Since Michelle Brantley brought her planning and project development expertise to Ontario International Airport (ONT) in 2019, the leader has seen multiple successes. As director of planning, she built her department from the ground up and updated the FAA required Airport Layout Plan to ensure compliance, which led to more federal funding for key projects. She has also spearheaded efforts to identify future needs for the airport and worked with tenants on development proposals.
But by far, her greatest achievement at the airport runs deeper than the projects she’s helped to complete. She’s most proud of the bonds she’s forged with her team and the strong relationships she has formed with regulatory and business partners, says Brantley, who currently serves as chief capital development officer.
“Above all else, the team we built here and the people who are working every single day on planning, development, and sustainability of the airport are what’s important to me,” she says. “I’m so blessed to work with them because we’re all incredibly committed to doing what it takes to help this airport provide for the needs of the region.”
Brantley shows her commitment to the airport and its people by being a servant leader who removes obstacles and isn’t afraid to roll up her sleeves. However, the leader admits that as she focuses more on strategy, she’s working to redefine what service looks like.
“I’m evolving as a coach. We’re a very lean staff, are always moving, and have a lot going on all the time. Because of that, it’s easy for me to give the answers or what I think should happen but it’s probably more beneficial if I ask more questions and help people find the answer on their own,” she observes. “It’s been hard making that transition but I’m navigating it by listening to informative audiobooks and podcasts and seeking out other sources on leadership development. Centering myself before certain meetings also helps me get into that space.”
Brantley and her colleagues have spent the last few years focused on modernizing and improving the medium-hub airport, which serves the Inland Empire and Greater Los Angeles metro areas.
ONT Project Highlights
- Development of signage and wayfinding standards for a project to replace all terminal signage in 2024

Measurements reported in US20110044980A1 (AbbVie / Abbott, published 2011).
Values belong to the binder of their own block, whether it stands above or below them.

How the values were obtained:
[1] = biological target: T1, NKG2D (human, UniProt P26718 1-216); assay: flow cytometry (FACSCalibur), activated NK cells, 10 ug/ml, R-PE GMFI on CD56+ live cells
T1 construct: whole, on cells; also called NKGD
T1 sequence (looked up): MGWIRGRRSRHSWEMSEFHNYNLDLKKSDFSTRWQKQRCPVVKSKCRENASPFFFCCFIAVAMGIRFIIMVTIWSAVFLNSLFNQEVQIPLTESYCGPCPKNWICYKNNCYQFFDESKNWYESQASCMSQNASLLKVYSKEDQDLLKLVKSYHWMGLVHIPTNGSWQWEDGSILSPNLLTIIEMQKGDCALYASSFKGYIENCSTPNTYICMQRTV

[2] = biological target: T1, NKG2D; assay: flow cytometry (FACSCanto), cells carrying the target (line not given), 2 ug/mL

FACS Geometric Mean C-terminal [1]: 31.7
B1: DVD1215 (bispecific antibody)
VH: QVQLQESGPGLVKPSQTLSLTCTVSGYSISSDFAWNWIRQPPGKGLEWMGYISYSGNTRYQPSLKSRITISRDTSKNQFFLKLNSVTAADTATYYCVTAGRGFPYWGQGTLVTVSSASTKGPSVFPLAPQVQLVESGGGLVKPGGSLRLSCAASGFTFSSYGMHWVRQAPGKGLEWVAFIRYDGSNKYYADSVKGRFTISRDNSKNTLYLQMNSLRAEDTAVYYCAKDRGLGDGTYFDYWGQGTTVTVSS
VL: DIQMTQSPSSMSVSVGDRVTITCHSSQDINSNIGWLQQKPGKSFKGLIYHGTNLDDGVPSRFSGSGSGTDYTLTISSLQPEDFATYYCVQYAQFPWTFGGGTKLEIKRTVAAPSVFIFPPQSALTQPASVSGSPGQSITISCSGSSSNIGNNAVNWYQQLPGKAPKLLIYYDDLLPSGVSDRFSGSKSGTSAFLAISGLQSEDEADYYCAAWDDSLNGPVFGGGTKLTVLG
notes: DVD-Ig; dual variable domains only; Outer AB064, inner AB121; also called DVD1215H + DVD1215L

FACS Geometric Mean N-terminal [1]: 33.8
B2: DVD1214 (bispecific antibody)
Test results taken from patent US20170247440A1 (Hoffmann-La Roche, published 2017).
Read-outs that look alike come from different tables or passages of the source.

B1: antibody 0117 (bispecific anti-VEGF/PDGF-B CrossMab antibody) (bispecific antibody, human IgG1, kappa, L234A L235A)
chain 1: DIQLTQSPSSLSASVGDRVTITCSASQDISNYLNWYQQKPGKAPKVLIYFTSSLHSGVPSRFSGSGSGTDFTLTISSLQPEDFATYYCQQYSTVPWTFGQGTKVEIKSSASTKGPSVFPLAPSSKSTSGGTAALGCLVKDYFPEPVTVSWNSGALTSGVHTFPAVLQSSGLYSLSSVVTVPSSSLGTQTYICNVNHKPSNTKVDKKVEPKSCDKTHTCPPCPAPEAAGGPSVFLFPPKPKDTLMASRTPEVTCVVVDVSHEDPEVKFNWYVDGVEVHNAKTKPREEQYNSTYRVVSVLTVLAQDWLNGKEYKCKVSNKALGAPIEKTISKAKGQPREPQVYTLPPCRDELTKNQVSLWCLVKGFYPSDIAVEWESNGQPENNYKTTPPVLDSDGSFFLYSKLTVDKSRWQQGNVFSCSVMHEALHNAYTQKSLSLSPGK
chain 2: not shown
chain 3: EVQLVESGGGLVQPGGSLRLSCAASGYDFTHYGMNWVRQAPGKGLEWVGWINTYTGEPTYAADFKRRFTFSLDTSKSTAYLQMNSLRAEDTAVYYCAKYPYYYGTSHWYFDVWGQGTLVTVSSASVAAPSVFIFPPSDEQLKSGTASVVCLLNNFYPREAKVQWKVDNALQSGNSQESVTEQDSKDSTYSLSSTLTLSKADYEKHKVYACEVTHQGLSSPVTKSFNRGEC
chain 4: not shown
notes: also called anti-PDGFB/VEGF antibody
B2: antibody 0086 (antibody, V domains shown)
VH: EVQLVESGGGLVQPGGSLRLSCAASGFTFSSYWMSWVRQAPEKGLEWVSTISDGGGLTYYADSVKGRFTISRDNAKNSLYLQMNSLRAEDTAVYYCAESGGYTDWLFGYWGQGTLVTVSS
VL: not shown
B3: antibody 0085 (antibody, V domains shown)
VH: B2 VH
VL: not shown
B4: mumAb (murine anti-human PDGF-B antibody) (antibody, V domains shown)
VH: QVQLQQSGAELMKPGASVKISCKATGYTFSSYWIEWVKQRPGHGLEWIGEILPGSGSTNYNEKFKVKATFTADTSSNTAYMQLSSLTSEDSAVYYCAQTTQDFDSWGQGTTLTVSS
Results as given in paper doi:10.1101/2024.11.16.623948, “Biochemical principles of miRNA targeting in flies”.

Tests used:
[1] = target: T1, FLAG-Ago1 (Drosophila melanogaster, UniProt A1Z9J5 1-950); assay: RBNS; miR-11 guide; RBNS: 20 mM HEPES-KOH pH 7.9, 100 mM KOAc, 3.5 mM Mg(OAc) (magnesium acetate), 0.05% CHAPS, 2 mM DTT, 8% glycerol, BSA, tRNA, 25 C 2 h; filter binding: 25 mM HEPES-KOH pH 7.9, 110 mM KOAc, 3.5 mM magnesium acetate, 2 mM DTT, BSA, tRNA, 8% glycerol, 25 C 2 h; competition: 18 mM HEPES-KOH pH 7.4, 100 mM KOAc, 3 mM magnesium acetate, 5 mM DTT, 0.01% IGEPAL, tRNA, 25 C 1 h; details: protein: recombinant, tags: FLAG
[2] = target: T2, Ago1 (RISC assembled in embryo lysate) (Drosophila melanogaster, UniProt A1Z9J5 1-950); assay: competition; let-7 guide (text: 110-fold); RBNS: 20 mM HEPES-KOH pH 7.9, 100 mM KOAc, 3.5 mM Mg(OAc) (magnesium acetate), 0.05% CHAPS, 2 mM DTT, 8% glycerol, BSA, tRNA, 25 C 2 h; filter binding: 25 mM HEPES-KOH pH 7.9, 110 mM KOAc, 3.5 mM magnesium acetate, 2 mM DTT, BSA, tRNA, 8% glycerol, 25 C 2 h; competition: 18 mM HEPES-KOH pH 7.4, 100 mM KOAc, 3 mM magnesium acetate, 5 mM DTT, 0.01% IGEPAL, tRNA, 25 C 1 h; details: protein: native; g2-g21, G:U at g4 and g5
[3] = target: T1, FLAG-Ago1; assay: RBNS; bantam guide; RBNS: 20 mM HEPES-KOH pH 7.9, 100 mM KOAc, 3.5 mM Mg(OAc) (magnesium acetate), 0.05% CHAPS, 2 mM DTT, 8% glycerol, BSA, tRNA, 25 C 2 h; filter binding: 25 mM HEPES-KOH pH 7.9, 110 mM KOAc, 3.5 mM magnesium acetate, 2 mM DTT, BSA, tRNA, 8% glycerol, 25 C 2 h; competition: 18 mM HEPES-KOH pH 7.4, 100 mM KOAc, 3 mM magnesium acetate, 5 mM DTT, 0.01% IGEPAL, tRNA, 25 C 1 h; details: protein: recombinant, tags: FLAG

- Upgrading checked bag security screening equipment at ONT to the latest technology using a TSA grant
- Rehabilitation of some existing parking lots in 2022 and 2023 with more to come
One way has been through a multiyear program that’ll rehabilitate an airfield runway, modify the geometry of four taxiways to meet FAA standards, and to provide a new modern airfield lighting vault to house equipment. The capital development team was able to secure $65 million in grant funding for the program and is excited to begin the second year of construction in 2024.
Moving forward, Brantley is excited to see how the airport evolves amid emerging technologies.
“In 2019, we were talking about a lot of technology that was aspirational like everyone is going to just fly in their little pod to the airport. But I feel there’s been a drive toward a more realistic and measured view of what that future looks like, which is incredibly helpful for planning purposes,” she says. “It’s still not easy to plan for disruption but as we have more relevant conversations about the actual implementation of some advanced innovations, it’s a lot more useful in planning and development.”
Brantley’s advice for success is geared toward young people who are anxious about their future. The key to quelling that anxiety is to “focus on the job in front of your while preparing yourself for the next steps.”
“Sometimes we get so anxious about the future that we might not be grounded in the present. The reality is if we’re focused on doing the best job we can where we are, then we are naturally preparing ourselves for what comes next,” she says.
Another gem: without failure, you can’t succeed, Brantley says. “The same way we celebrate our successes, we should celebrate our failures. That’s how we learn. We should be responsible, but we can’t be afraid to fail because we won’t advance if we don’t.”
Michelle Brantley on Coping via Camaraderie
“Airports are stressful environments. As we advance our capital program and there are more complex projects, the stress levels can get really high. That’s why our organization prioritizes fun, well-intentioned teasing and healthy competition. To cope with the stress, we have team-building activities that allow each member to share something, connect with each other, and just bring their entire selves to work. We work hard but we never want to forget that every one of us is a whole human being with a life outside work.”
For over 50 years, we have proudly served public sector clients nationwide. As a small, minority, and woman-owned business, KDG provides Project Management, Construction Management, and Project Controls services. Our seasoned team has successfully managed 250 projects, contributing to the seamless execution of $30 billion in Capital Improvement Programs.